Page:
30 January, 2016

Similar Traditions Of Northern Paiute Native Americans To Christian Religion

Northern Paiute: Native Americans
I came across and article about Native Americans from 1937. Times have certainly changed, the article was headed Pagan Custom Less Among Indians. It came to my attention because there is a coincidence of sorts. This is the article:

Sarah Winnemucca
Paganism is gradually disappearing among Indians on the Pyramid Lake Indian Reservation, according to the Rev. William A Stinson vicar at St Mary's on the desert of the Nevada Episcopal missionary district.

"Many of the old customs still exist to be sure," he said, "but they interfere very little with our Christian teachings."

There are now 400 baptized Indians on the reservation, of whom 175 have been confirmed.

"One of the strongest of the old traditions is that of water babies," the vicar reported. "When some of the Indians tell me that the water babies were crying last night, they are really serious.

"Tradition has it that when the wind blows in off Pyramid Lake and sighs though the trees of the reservation it is the water babies crying, and something ominous is about to happen," he explained. "Superstitious Indians remain indoors when they think the water babies are about."

A similarity between religion of the primitive western tribes and the Christian religion was described by the vicar.

"It may only be a coincidence, but the older Indians have told me their ancestors used to kneel facing the east each morning as they washed their faces and would pray to the Great Spirit to cleanse their hearts as the water cleansed their faces," he said. "As you know, the altars in our churches are always placed in the east end."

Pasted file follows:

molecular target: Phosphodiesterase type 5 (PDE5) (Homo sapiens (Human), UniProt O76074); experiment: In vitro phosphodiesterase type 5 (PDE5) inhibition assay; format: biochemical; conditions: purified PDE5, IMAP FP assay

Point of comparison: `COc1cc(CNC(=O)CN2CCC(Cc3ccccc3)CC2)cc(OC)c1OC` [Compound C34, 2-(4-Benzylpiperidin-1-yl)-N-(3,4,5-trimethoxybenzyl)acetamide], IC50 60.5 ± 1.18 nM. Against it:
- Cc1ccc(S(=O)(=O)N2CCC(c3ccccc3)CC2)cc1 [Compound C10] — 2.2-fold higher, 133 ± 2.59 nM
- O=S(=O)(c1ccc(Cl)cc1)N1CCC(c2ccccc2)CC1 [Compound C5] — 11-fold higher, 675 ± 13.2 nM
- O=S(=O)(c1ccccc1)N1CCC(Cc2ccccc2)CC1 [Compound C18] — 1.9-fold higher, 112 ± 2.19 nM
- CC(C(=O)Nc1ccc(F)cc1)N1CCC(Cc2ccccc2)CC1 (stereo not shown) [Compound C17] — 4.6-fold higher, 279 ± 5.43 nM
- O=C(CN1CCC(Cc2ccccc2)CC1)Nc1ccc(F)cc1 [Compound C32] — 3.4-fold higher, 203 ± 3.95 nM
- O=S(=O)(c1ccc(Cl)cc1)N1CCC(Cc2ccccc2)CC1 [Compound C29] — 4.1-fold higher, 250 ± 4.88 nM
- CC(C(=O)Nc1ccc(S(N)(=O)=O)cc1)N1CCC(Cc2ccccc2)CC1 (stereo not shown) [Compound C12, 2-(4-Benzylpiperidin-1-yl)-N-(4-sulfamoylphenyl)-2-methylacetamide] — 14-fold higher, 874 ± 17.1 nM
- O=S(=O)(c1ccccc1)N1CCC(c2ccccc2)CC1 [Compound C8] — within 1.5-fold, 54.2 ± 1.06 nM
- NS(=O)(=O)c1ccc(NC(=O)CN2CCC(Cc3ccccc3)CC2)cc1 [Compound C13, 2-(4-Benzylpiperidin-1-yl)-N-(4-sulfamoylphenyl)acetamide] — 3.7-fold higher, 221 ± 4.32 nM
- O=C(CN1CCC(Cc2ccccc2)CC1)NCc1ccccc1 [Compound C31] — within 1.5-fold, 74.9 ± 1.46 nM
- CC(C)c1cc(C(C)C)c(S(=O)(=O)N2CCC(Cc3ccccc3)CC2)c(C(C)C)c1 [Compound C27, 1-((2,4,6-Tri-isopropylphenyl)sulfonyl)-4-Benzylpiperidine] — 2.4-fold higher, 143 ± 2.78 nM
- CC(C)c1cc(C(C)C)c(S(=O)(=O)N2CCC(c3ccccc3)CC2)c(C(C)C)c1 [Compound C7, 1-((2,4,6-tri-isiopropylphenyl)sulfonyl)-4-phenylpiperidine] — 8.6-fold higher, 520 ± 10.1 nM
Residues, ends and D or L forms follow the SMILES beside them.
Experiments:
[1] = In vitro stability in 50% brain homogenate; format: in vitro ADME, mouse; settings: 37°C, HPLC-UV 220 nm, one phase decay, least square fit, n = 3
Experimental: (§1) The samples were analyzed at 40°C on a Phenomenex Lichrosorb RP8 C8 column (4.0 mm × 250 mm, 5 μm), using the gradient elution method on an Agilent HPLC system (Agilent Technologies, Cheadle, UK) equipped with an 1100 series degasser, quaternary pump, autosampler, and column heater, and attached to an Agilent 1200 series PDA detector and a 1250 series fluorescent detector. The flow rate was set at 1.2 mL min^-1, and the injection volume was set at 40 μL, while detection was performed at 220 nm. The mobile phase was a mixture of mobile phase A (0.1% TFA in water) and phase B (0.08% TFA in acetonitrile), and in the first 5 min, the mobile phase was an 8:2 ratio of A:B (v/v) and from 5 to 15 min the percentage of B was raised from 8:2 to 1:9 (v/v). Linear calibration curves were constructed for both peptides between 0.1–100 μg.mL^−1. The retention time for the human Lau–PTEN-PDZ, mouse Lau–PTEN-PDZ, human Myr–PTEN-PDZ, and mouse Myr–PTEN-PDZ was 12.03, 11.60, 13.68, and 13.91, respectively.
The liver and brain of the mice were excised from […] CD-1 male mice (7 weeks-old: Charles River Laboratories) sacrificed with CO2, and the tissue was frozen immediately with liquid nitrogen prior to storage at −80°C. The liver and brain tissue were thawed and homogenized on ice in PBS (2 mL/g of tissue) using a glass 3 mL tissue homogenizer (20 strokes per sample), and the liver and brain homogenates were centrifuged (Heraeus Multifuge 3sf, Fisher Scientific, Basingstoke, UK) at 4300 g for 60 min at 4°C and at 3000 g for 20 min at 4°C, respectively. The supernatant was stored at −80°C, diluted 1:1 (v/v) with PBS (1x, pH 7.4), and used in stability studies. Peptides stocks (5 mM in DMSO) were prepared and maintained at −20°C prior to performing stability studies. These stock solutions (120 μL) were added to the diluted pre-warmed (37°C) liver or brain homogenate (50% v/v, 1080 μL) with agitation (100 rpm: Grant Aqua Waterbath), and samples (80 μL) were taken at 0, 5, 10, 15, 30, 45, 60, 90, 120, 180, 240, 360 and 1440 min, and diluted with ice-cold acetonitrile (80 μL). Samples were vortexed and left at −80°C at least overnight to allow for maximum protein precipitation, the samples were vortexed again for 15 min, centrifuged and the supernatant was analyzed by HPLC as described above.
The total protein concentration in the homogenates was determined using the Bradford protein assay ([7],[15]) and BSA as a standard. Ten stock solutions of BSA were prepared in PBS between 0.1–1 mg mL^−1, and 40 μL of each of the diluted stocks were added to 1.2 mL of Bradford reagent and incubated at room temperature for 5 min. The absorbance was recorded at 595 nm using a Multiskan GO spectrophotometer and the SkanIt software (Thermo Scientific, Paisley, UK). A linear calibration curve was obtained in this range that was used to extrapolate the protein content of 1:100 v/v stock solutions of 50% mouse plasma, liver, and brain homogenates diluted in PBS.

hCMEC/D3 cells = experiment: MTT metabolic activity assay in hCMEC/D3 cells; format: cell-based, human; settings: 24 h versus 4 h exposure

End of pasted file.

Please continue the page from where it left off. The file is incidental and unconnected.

"A literal translation of the Indians' tribal name is water ute derived from the name of the original Ute Indians in Utah and pah meaning water," he declared.

As I understand it, the indigenous peoples of the mentioned area are known as Northern Paiute.

Other Native American Posts:
Synchronicity Leading To Pocahontas Saving John Smith
Native American Chief Seattle And His Powerful Speech
Tecumseh And The Shawnee Way To Live And Die

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1 comment:

  1. Interesting post. But I always cringe when I read about reverends and vicars trying to convert Native Americans, whose spiritual traditions are so rich.

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